The things themselves are not intrinsically wrong, but are here because they appeal to Jesus not to trust in the Father to do what he has promised. Essentially, Satan is tempting Jesus to take care of himself by “self-assertion,” and the “exercise of power and authority.” Paradoxically, the path to life in God and glory is “the way of humility, service, and suffering.”
This whole episode reminds me of a scene from the science-fiction novel, Dune. In the story, the protagonist is tested, and overcomes, proving himself to be a “true human” because he can choose what is rational over the instinctual.
Jesus is likewise challenged to prove whether he is truly human or not. To be truly human is not to exercise power, to gain prestige, or to dominate others; to be truly human is to humbly follow God throughout all circumstances.
Rather than fail like Israel did when they grumbled for bread, Jesus retorts with Scripture that humanity needs more than bread, they need God. He will not devolve into letting his stomach rule him. Likewise, when told to prove to Satan his Sonship, and to the world, by throwing himself down, trusting the Father wouldn’t let him die, Jesus rightly notes that this would be “force God’s hand” in a way, to demonstrate his messianism in a way people expected. To the contrary, Jesus would prove his messianism by being lifted up, on a cross, the deepest act of humility demonstrating his divine power. And when told to take the kingdoms of the world from Satan, Jesus points out that they aren’t Satan’s to give.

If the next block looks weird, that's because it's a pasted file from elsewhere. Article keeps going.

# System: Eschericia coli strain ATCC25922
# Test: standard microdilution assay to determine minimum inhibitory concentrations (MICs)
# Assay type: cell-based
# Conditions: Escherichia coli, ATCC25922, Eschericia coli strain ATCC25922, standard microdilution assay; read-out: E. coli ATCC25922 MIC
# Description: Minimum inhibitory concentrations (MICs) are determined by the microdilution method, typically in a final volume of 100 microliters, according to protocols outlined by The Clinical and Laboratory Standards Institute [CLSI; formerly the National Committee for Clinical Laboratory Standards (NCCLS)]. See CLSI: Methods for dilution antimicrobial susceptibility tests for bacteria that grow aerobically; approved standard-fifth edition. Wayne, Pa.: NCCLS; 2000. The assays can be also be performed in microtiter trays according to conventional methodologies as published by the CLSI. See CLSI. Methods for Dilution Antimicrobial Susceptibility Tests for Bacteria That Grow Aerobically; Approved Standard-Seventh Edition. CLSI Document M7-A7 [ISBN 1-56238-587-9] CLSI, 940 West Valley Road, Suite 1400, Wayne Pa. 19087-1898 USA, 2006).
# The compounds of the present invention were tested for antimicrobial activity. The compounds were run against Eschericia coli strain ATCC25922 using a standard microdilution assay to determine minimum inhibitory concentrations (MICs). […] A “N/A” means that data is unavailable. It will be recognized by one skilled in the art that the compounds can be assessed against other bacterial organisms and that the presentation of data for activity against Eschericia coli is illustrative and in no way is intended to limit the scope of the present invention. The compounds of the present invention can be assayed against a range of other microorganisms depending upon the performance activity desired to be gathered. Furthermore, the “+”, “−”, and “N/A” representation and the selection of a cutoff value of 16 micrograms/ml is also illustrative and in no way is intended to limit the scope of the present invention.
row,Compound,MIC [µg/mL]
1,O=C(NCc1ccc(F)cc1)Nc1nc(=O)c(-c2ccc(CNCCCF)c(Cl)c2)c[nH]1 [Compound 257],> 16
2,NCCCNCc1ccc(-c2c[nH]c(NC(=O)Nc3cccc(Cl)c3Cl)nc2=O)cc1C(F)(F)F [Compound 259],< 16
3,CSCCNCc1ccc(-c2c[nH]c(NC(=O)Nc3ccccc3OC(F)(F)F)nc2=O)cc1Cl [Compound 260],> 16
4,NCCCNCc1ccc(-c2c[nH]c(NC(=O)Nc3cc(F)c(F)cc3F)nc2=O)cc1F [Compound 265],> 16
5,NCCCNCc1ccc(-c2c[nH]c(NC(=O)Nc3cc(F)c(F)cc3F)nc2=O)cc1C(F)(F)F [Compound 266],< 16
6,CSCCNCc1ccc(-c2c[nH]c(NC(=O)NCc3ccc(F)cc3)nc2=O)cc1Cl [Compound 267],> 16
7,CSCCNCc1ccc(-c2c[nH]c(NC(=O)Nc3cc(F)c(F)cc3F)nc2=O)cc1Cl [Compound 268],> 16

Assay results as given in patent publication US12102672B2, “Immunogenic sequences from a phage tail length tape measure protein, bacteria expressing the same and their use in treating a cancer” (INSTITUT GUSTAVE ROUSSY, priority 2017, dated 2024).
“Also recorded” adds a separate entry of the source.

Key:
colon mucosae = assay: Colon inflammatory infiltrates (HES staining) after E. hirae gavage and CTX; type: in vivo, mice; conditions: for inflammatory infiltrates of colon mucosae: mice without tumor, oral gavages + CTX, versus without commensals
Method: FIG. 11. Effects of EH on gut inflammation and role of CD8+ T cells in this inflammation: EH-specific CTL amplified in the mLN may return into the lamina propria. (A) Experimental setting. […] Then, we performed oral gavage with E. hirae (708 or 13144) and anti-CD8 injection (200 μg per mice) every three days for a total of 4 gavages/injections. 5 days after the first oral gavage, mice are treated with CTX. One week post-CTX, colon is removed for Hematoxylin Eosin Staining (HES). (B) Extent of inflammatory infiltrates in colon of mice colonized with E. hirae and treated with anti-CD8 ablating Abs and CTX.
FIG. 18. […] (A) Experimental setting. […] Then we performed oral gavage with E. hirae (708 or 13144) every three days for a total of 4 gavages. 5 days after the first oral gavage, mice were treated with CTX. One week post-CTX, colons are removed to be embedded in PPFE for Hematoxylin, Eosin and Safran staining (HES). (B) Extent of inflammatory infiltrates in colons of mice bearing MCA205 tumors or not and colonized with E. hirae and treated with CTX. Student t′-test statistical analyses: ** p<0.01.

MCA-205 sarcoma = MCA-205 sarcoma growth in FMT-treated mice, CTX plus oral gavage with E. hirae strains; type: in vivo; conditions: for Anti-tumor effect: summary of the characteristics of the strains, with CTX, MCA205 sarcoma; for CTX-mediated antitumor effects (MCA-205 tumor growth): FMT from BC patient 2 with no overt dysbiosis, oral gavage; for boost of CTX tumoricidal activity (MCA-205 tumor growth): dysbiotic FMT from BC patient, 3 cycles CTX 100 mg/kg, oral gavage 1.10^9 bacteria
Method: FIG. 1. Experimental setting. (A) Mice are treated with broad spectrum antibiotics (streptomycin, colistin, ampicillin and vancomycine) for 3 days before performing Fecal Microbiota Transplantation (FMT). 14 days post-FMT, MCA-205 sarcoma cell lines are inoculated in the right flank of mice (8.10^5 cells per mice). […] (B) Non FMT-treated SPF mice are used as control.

Jesus accomplished what Israel, and we, could not: the conquest of sin by being truly tempted and truly rejecting the false, twisted things he was offered. He was and is truly human, True Israel, and we are true human and true Israel as we indwell him and he indwells us.
Here in Matthew 4, Jesus proves he is the one to save, the Christ and Son of God. He makes clear here, he is the hero, the conqueror of Satan and sin. And he tells us who we are, because in him we too are conquerors. We are not subject to Satan, or to sin. Temptation is not sin, and that we cannot avoid; but to overcome it requires one thing: To remember who we are. We, in Christ, are free; we, in Christ, are not animals, but Spirit-filled and animated people; we, in Christ, by the Spirit, can look evil in the face and say, “no.”
We can do this because of what Christ has done, because he has already overcome the temptation of sin. Like he trusted his Father, we trust him, rejecting our own pride and willpower thinking those will be enough. We look to Jesus, and are humbled by the encounter, but also able to trust that he who did what we cannot is sufficient. When tempted to turn away, because we think comfort, pride, or power are the path we should take, we are able to say no, because Jesus shows us that the true way to glory, to life, and to everlasting joy is found not there but in humility, servanthood, and sacrifice. May we follow our Lord in faith as we ought, to the glory of his name, Amen.